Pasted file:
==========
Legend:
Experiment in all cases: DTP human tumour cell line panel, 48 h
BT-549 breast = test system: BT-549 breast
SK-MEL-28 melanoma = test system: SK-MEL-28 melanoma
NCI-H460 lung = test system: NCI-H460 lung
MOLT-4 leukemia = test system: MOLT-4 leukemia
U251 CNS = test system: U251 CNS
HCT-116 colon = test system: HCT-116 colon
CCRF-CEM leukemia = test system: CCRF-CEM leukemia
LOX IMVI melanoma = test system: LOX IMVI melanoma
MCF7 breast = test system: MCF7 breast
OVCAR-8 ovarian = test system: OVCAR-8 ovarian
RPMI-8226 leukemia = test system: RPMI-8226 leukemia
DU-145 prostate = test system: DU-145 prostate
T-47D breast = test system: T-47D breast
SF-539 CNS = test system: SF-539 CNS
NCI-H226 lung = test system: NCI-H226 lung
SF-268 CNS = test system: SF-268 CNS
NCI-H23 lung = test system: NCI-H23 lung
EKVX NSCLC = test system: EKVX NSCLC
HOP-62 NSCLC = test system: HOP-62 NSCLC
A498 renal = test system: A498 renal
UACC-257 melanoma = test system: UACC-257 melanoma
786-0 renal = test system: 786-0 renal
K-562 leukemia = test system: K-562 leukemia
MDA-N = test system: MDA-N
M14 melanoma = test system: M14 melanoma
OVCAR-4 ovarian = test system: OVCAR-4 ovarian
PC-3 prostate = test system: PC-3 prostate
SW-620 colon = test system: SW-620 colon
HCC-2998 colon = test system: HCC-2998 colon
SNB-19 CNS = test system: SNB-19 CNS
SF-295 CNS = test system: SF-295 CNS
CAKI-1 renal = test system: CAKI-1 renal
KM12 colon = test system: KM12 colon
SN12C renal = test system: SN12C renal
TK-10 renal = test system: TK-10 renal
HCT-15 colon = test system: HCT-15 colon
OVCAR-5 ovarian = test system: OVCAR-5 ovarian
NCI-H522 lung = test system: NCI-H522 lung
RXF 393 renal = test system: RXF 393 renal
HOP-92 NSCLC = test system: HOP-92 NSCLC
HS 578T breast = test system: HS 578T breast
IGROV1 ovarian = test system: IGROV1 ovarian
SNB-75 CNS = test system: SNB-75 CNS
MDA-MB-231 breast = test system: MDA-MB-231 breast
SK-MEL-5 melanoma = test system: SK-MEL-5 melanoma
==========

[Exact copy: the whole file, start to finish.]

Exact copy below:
Legend:
Experiment in all cases: DTP human tumour cell line panel, 48 h
BT-549 breast = test system: BT-549 breast
SK-MEL-28 melanoma = test system: SK-MEL-28 melanoma
NCI-H460 lung = test system: NCI-H460 lung
MOLT-4 leukemia = test system: MOLT-4 leukemia
U251 CNS = test system: U251 CNS
HCT-116 colon = test system: HCT-116 colon
CCRF-CEM leukemia = test system: CCRF-CEM leukemia
LOX IMVI melanoma = test system: LOX IMVI melanoma
MCF7 breast = test system: MCF7 breast
OVCAR-8 ovarian = test system: OVCAR-8 ovarian
RPMI-8226 leukemia = test system: RPMI-8226 leukemia
DU-145 prostate = test system: DU-145 prostate
T-47D breast = test system: T-47D breast
SF-539 CNS = test system: SF-539 CNS
NCI-H226 lung = test system: NCI-H226 lung
SF-268 CNS = test system: SF-268 CNS
NCI-H23 lung = test system: NCI-H23 lung
EKVX NSCLC = test system: EKVX NSCLC
HOP-62 NSCLC = test system: HOP-62 NSCLC
A498 renal = test system: A498 renal
UACC-257 melanoma = test system: UACC-257 melanoma
786-0 renal = test system: 786-0 renal
K-562 leukemia = test system: K-562 leukemia
MDA-N = test system: MDA-N
M14 melanoma = test system: M14 melanoma
OVCAR-4 ovarian = test system: OVCAR-4 ovarian
PC-3 prostate = test system: PC-3 prostate
SW-620 colon = test system: SW-620 colon
HCC-2998 colon = test system: HCC-2998 colon
SNB-19 CNS = test system: SNB-19 CNS
SF-295 CNS = test system: SF-295 CNS
CAKI-1 renal = test system: CAKI-1 renal
KM12 colon = test system: KM12 colon
SN12C renal = test system: SN12C renal
TK-10 renal = test system: TK-10 renal
HCT-15 colon = test system: HCT-15 colon
OVCAR-5 ovarian = test system: OVCAR-5 ovarian
NCI-H522 lung = test system: NCI-H522 lung
RXF 393 renal = test system: RXF 393 renal
HOP-92 NSCLC = test system: HOP-92 NSCLC
HS 578T breast = test system: HS 578T breast
IGROV1 ovarian = test system: IGROV1 ovarian
SNB-75 CNS = test system: SNB-75 CNS
MDA-MB-231 breast = test system: MDA-MB-231 breast
SK-MEL-5 melanoma = test system: SK-MEL-5 melanoma